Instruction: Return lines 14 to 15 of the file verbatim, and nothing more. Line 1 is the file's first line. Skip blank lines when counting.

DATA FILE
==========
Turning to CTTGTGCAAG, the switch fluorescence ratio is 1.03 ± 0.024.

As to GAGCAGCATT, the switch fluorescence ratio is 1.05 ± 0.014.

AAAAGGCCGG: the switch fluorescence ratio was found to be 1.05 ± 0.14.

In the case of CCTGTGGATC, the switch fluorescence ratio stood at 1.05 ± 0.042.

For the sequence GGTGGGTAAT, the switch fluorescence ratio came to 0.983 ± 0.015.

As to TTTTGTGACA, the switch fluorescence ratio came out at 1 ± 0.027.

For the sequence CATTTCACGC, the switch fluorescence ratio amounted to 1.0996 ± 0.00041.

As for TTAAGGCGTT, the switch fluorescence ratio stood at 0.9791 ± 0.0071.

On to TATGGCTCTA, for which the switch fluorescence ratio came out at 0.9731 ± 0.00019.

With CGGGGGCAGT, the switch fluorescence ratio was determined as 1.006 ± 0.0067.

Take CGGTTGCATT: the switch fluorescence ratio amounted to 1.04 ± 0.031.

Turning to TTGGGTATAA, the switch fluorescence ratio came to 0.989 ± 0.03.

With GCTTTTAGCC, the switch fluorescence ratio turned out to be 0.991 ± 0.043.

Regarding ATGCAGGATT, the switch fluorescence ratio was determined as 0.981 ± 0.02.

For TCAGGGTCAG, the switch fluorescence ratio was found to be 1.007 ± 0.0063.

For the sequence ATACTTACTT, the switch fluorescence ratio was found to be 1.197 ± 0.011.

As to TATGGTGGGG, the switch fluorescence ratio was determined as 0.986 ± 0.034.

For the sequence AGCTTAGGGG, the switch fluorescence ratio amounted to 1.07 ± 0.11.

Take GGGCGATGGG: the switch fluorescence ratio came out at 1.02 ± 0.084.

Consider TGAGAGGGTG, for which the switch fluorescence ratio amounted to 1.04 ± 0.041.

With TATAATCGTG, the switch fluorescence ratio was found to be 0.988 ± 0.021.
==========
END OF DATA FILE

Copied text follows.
Regarding ATGCAGGATT, the switch fluorescence ratio was determined as 0.981 ± 0.02.

For TCAGGGTCAG, the switch fluorescence ratio was found to be 1.007 ± 0.0063.